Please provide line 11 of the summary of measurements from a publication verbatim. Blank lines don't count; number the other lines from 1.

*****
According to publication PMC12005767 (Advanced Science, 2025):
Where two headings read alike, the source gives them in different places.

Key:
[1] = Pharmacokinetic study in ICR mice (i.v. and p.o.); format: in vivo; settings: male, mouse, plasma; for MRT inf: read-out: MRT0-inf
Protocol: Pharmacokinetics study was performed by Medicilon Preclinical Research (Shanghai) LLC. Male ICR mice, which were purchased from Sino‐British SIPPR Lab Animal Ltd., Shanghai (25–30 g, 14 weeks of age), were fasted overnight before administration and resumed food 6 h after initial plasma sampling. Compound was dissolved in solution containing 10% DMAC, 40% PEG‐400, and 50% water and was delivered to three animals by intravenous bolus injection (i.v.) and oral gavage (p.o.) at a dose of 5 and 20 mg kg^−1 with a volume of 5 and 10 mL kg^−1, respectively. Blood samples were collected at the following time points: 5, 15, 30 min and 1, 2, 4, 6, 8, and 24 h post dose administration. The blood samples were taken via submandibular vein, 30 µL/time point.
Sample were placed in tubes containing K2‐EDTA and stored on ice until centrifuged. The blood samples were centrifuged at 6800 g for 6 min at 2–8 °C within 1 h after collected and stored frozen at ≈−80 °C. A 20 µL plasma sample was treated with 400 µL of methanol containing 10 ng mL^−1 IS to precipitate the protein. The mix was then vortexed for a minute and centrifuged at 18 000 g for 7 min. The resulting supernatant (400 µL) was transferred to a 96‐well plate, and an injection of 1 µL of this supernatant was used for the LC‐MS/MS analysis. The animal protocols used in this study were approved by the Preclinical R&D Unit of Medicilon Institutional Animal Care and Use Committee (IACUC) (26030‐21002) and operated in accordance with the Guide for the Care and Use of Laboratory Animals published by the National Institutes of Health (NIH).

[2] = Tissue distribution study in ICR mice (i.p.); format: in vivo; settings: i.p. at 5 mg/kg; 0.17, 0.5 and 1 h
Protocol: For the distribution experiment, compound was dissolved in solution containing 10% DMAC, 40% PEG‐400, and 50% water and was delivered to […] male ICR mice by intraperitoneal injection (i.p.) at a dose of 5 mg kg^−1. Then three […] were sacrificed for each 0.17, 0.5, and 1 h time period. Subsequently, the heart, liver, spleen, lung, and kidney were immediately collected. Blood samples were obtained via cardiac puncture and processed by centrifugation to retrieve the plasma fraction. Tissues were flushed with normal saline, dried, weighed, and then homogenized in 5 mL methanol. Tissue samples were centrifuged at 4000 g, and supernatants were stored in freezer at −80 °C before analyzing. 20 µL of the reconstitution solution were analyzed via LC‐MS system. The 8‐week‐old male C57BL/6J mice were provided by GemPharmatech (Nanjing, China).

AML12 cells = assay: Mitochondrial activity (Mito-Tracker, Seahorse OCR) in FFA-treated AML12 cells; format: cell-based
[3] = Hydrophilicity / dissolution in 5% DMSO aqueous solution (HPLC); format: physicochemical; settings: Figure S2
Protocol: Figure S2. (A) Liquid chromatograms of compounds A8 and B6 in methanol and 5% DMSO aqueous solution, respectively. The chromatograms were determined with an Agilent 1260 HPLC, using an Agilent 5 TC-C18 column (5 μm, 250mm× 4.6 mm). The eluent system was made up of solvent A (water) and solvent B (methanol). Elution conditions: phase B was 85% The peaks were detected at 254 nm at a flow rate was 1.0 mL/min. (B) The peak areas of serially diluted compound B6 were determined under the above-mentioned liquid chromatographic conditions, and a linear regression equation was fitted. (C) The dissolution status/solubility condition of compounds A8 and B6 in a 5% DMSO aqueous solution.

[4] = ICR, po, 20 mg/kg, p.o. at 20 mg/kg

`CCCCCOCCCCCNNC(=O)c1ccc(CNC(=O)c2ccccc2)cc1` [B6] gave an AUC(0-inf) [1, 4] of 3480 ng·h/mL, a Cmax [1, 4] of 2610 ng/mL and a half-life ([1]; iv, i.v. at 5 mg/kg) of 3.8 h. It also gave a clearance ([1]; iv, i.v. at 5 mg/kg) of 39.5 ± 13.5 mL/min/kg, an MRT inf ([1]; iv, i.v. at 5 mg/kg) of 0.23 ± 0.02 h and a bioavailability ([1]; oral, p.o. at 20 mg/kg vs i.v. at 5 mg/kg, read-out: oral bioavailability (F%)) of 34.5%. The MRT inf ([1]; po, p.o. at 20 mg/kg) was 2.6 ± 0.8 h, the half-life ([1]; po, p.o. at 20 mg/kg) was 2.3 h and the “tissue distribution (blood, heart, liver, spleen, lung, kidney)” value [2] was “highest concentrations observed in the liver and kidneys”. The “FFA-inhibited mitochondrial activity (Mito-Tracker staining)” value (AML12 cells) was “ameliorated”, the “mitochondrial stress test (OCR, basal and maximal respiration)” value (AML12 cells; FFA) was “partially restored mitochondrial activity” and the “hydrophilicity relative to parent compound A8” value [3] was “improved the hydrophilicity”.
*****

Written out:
Protocol: Figure S2. (A) Liquid chromatograms of compounds A8 and B6 in methanol and 5% DMSO aqueous solution, respectively. The chromatograms were determined with an Agilent 1260 HPLC, using an Agilent 5 TC-C18 column (5 μm, 250mm× 4.6 mm). The eluent system was made up of solvent A (water) and solvent B (methanol). Elution conditions: phase B was 85% The peaks were detected at 254 nm at a flow rate was 1.0 mL/min. (B) The peak areas of serially diluted compound B6 were determined under the above-mentioned liquid chromatographic conditions, and a linear regression equation was fitted. (C) The dissolution status/solubility condition of compounds A8 and B6 in a 5% DMSO aqueous solution.